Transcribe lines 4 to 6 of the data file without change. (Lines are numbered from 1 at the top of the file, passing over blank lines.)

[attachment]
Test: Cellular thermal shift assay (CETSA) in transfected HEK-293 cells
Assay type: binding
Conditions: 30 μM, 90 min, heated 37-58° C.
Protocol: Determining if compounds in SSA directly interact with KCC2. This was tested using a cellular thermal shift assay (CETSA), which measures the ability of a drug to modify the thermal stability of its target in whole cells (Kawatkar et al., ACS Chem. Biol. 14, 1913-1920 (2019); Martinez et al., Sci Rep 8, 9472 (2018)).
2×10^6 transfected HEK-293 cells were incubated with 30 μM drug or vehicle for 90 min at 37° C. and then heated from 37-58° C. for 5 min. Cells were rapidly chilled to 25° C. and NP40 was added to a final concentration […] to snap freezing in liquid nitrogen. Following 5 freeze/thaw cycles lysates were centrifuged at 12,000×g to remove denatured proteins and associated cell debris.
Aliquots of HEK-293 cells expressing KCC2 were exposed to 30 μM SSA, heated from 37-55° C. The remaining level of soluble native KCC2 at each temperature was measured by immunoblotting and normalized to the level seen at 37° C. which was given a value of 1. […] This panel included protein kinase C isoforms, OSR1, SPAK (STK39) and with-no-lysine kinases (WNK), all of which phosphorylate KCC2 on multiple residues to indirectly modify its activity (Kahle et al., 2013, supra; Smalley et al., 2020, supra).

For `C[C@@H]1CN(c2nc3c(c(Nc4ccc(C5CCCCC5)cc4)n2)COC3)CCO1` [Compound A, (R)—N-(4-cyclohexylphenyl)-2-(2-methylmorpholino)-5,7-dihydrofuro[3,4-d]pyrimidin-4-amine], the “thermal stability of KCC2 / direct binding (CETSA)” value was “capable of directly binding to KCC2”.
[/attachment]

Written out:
Protocol: Determining if compounds in SSA directly interact with KCC2. This was tested using a cellular thermal shift assay (CETSA), which measures the ability of a drug to modify the thermal stability of its target in whole cells (Kawatkar et al., ACS Chem. Biol. 14, 1913-1920 (2019); Martinez et al., Sci Rep 8, 9472 (2018)).
2×10^6 transfected HEK-293 cells were incubated with 30 μM drug or vehicle for 90 min at 37° C. and then heated from 37-58° C. for 5 min. Cells were rapidly chilled to 25° C. and NP40 was added to a final concentration […] to snap freezing in liquid nitrogen. Following 5 freeze/thaw cycles lysates were centrifuged at 12,000×g to remove denatured proteins and associated cell debris.
Aliquots of HEK-293 cells expressing KCC2 were exposed to 30 μM SSA, heated from 37-55° C. The remaining level of soluble native KCC2 at each temperature was measured by immunoblotting and normalized to the level seen at 37° C. which was given a value of 1. […] This panel included protein kinase C isoforms, OSR1, SPAK (STK39) and with-no-lysine kinases (WNK), all of which phosphorylate KCC2 on multiple residues to indirectly modify its activity (Kahle et al., 2013, supra; Smalley et al., 2020, supra).